Jesus’ brothers’ concerns were success and fame. They probably wanted to vindicate the family’s honor, which was why they asked Jesus to quickly win back disciples. Success and fame, I guess, is also very much what we are concerned with. Try asking an average Christian what they are stressed about this week. And guess how many would say that they are stressed for not doing enough evangelism? Or couldn’t find enough time to intercede for others? Of course, there are such Christians around, but I believe they belong to the minority. For most of us, myself included, I guess our stress is often over something that we hope to see achieved, either by ourselves or through others around us. We are concerned with success, which is not at all wrong when it is put in proper perspective.
The same should also be said concerning fame. But then, we are hearing in recent times stories about people feeling stressed over the need to post something Instagram-worthy just to gain more ‘likes’. It sound like the kind of stress that Jesus’ brothers would have felt had they carried smartphones, since success and fame are the things that they were going after. Friend, could we also be going after the same things?
The group in Judea might help us see something else about ourselves. John tells us that in Judea, it was a one-against-all situation. It was Jesus alone against a big crowd. What made Jesus stood out like a sore thumb? In a word, it had to do with purity of motive in faith practices. The Jews’ concern is to look right before God for their own sake and for other reasons. Jesus also wanted to look right before God, but it was for God’s glory, period.
Friends, I believe the Lord would also put to us today the question on purity of motive. And if that’s the case, should we still come to church for service and take part in ministries when our motives are not as pure? Is it permissible for us to wish to gain something through serving God? I believe we have our answer to such questions in the story of the prodigal son. Allow me to first give the answer and then use it to reframe for us the question on purity of motive. The prodigal son who went home basically to find food, and the older son who was angry because he thinks that he alone deserves the best; both sons, the father accepts. And from the way that the Father nudges the older son to be as happy as he is at the end of the story (Lk 15:31-32), we get the sense that the Father is asking him – and therefore also us – to feel what he feels, to see that he sees, to do what he is doing. Do we come to church with such motivations, no matter how much of such motivations we have today? This is how I would reframe the question on purity of motive, and I like to think that it is a question the Lord would put to us.
There is of course only Jesus who alone is consistently pure in his motive. We will now continue with the story to see where Jesus was coming from for doing what he did.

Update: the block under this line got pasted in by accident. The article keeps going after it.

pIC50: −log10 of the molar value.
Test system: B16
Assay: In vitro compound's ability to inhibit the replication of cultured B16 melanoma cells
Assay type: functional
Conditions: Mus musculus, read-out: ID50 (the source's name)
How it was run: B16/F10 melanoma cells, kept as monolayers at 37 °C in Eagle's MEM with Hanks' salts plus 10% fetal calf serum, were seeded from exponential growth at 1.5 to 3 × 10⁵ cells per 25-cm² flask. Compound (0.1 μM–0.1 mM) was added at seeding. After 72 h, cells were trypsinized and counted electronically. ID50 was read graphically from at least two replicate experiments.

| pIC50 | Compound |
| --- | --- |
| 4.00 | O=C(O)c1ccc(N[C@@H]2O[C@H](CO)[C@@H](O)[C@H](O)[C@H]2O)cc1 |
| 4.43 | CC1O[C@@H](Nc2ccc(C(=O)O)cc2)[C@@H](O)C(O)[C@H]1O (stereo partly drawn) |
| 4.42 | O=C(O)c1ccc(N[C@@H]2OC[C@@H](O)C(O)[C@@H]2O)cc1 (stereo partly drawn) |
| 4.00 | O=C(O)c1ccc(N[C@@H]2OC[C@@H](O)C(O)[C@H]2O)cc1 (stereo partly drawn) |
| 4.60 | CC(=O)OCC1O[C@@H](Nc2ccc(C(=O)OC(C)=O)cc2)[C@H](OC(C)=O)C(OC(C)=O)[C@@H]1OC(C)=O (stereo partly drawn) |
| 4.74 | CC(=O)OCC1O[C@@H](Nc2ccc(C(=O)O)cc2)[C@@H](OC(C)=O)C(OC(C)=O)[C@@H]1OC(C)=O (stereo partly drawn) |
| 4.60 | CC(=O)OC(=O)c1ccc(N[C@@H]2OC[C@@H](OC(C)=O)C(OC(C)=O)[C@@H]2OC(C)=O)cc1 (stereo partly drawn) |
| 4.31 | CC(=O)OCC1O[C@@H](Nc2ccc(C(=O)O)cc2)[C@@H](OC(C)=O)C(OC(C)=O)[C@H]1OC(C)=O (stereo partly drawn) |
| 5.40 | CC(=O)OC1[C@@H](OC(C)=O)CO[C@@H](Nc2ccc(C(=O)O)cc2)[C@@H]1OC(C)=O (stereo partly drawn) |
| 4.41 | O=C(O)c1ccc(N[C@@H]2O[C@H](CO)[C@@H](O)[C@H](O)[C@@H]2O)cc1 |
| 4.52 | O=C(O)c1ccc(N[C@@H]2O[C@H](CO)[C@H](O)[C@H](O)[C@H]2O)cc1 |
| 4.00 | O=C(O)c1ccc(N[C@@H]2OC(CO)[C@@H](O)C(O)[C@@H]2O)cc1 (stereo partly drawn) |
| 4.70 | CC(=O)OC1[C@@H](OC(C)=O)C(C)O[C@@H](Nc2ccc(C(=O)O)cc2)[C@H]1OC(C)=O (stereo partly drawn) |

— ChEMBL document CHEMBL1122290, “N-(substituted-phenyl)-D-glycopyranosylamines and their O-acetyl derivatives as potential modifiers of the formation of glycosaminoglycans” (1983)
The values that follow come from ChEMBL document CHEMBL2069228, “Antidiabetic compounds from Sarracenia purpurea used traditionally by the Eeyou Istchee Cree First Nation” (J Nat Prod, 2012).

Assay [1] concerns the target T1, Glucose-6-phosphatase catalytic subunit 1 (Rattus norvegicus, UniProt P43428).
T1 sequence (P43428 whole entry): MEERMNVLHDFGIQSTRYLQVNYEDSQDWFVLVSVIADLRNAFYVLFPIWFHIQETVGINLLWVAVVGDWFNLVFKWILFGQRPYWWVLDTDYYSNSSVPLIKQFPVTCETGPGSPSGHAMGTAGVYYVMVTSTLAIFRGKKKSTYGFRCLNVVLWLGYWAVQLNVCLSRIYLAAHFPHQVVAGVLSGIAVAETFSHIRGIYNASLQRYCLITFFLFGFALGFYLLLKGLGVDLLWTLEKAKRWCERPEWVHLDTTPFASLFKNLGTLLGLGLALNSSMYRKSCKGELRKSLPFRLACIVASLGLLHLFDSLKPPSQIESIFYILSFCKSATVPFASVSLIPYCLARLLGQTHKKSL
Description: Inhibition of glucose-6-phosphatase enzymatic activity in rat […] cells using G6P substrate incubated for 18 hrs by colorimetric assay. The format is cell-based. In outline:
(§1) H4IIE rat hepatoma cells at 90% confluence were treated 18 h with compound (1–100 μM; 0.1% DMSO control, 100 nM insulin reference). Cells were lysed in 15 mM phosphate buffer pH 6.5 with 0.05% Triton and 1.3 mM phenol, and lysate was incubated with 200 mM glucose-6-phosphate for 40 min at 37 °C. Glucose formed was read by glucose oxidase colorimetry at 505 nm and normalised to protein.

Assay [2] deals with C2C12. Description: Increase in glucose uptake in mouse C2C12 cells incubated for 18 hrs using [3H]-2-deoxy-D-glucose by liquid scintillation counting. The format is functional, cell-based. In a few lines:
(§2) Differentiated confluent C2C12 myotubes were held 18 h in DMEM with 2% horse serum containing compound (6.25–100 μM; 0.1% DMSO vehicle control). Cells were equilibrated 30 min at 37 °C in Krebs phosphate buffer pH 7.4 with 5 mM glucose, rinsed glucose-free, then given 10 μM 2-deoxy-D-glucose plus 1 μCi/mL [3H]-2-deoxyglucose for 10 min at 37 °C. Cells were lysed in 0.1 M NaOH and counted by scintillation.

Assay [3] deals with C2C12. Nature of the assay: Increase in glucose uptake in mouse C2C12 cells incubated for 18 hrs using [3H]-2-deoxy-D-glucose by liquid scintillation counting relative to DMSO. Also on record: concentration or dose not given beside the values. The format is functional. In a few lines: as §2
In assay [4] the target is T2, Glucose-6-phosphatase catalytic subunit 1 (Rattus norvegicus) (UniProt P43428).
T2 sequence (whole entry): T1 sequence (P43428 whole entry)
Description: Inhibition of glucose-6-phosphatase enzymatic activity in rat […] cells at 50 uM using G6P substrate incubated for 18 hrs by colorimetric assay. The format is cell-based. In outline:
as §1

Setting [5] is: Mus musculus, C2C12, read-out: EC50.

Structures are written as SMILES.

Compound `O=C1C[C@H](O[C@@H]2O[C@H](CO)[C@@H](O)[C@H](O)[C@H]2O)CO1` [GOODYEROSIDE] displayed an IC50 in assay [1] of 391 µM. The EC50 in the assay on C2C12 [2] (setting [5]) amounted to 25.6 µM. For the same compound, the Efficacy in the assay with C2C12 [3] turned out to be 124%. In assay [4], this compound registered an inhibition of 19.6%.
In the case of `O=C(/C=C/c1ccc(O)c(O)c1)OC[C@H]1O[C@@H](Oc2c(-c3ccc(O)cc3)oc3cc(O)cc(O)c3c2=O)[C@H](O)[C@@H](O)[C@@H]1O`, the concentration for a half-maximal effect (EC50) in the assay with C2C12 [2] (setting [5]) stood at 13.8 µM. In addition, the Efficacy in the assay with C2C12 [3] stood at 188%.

Jesus, who said that he won’t go the feast, went to Judea privately after the brothers had set off. Is Jesus being fickle minded? No, and we shall see why. Remember the time when Jesus was 12 years old, and was nowhere to be found in the big group travelling back from Jerusalem after the feast of Passover? The feast of the booths – in today’s story – is more popular in comparison. People from everywhere will flock to Judea to attend this yearly festival. In other words, the group going from Galilee to Judea would likely be larger than what we find in Luke 2. Had Jesus travelled with the big group, people therein who had either heard of or seen him performing miracles might just stage a triumphant entry. But it would be jumping the gun should that have happened, because "My time has not yet come…”; says Jesus to his brothers when they urged him to attend the feast. So, rather than being fickle minded, Jesus was actually adhering to the will of the Father. He wanted not only to fulfil his mission but to fulfil it by sticking to God’s timing .
We see from this how much Jesus was being in one with God. Had the brother delved deeper into understanding the way in which Jesus had been living his life, they would probably not have given him their advice.
And how then did Jesus exhibit this oneness with God at The feast of the Booths? He sticks to his mission by talking straight to the Jews who could have hurled stones at him. We mentioned earlier that the Jews weren’t pure in their motives. The motives of these Jews would have been pure had they delved a little deeper into the intent of the Sabbath law and apply it accordingly. Sabbath is a time set apart for worship, but Sabbath is also a time for people to rest, recover from their weariness, be healed and be made whole once again. God had in mind healing when he instituted the Sabbath law. Hence, the Jews were not keeping the Law of Moses simply by taking umbrage against Jesus for healing the paralytic. In fact, they were actively robbing the Sabbath law of its force. And Jesus chose to call a spade a spade.